However, Benno did not initially intend to work at this impact startup. Instead, she initially expected to work for a city clerk that was focused on campaigning for the upcoming elections at that time. But, while she was there, Benno became close with one of the city managers who introduced her to the software startup and as a person who gathered gratification from impact, Benno was thrilled to work for such a cause.
Benno felt that it was extremely exciting and gratifying to be able to support those who supported her community—education is fundamentally what serves as the foundation for our society, instilling a sense in people that they will never stop learning and offering tools for humans to problem-solve and improve our society. She said, “Our work made their work better... so instead of focusing on other things, they could focus on teaching kids.” Through this work, Benno found how rewarding social impact work could be—she got to apply her knowledge into an area she felt empowered to work for. Furthermore, during this start-up experience, Benno was able to experience all parts of a business and is immensely grateful for all that she learned during her time at the startup.
However, as the startup grew, it began to receive large sums of money from investors and handling the business became both increasingly difficult and stressful. From then on out, the company diverted their focus from the mission behind their work into their numbers. The company wanted itself to grow and meet a series of very high revenue productions and made it clear that those numbers were going to be its priority. At this moment, Benno realized that she did not want to operate by sales or numbers, but rather wanted to work for a non-profit.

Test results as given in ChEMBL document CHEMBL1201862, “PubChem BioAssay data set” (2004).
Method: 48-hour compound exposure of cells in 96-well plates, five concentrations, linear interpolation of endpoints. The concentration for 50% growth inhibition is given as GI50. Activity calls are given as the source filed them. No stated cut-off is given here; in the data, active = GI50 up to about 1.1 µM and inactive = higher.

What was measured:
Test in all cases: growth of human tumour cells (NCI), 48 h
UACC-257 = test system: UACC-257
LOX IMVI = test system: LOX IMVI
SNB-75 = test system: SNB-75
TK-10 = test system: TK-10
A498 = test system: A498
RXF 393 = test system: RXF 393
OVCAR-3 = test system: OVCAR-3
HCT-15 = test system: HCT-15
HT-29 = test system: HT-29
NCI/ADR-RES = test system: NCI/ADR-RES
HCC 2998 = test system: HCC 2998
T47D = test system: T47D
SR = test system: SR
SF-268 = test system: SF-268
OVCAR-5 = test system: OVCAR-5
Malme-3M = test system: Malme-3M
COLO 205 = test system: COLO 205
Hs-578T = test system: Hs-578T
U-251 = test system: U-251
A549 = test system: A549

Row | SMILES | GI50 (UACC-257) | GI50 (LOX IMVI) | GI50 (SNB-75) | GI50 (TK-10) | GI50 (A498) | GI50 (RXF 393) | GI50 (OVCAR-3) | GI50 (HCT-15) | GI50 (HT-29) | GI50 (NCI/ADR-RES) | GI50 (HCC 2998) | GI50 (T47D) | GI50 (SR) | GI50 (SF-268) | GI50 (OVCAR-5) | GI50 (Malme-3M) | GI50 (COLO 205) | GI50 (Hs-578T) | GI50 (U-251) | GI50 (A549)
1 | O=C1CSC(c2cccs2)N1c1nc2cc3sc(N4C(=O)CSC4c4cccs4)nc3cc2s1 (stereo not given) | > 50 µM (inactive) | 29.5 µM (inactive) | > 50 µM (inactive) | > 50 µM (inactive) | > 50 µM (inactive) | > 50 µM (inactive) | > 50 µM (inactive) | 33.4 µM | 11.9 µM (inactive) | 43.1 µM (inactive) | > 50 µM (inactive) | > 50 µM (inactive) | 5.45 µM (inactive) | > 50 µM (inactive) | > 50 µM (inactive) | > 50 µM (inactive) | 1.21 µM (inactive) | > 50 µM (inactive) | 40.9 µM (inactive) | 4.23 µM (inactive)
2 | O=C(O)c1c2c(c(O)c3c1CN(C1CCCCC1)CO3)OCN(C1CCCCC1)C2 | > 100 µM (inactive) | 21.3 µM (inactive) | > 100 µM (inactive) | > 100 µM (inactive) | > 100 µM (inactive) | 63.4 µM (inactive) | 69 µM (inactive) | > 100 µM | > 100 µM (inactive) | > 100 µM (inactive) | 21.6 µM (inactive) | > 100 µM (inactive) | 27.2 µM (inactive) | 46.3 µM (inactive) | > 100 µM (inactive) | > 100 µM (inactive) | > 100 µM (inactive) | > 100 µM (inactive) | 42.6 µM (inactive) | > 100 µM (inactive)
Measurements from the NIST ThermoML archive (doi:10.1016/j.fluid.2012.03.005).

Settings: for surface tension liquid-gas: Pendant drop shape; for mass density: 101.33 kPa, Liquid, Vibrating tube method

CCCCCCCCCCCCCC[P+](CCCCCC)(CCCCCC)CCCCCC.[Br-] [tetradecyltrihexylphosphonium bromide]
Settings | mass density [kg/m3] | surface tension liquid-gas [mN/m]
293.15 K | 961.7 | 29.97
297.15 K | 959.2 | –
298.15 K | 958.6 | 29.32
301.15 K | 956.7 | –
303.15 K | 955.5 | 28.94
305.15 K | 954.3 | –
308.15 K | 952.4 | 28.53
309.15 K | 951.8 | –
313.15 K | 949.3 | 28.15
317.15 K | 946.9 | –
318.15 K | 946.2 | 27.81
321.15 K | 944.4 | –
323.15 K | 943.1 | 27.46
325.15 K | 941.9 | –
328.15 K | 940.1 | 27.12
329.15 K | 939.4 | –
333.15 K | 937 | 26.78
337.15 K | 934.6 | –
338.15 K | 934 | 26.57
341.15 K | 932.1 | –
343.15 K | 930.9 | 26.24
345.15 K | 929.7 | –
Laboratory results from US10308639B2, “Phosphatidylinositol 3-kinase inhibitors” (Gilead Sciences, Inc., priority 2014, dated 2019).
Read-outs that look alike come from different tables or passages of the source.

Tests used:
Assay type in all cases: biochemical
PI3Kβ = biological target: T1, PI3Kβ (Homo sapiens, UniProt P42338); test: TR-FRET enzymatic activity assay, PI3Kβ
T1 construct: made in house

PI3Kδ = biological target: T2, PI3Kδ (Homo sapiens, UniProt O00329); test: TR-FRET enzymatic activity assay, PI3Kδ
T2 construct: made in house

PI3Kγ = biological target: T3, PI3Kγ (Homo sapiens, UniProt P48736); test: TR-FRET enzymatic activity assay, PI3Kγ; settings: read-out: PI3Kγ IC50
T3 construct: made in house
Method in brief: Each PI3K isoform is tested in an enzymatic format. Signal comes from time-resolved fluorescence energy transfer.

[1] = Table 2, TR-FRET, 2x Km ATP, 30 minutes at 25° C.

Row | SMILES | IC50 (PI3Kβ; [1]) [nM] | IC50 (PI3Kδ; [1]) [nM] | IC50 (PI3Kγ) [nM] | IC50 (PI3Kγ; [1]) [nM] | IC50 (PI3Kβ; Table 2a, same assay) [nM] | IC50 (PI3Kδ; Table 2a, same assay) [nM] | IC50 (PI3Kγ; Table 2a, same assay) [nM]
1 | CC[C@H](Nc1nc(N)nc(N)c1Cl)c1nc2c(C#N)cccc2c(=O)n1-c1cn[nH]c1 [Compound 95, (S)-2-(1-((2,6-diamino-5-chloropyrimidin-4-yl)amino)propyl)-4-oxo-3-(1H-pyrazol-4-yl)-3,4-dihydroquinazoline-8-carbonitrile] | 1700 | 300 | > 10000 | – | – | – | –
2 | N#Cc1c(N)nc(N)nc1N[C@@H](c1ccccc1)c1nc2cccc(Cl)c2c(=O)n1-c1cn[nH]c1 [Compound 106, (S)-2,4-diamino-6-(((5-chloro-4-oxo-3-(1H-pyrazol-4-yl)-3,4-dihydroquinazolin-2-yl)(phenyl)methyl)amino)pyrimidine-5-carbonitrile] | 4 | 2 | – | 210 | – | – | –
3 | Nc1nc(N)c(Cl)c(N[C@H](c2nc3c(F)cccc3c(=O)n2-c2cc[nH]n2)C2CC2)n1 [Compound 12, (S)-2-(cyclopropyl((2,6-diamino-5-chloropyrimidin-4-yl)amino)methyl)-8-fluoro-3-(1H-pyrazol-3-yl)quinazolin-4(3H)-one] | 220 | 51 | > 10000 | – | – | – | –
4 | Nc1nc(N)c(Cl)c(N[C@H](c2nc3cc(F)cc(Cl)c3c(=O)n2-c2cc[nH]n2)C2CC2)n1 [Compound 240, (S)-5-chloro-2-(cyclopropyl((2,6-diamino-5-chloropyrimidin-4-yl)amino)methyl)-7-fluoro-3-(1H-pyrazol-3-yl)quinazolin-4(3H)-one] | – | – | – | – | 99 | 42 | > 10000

It was through this learning experience that Benno began working for TechTown. She learned about Detroit Urban Solutions and how it brought together various stakeholders to find innovative solutions to urban issues and was immediately impressed. Benno loved how the department was working at a community level to first identify, then solve various problems—a beautiful harmony of technology and community action. Furthermore, she loved this new non-profit environment in which she was able to see how each department shared the same goal of supporting the community: through innovation. And she loved this driving force since, as Benno put it, “Innovation is going to make or break us as a collective.”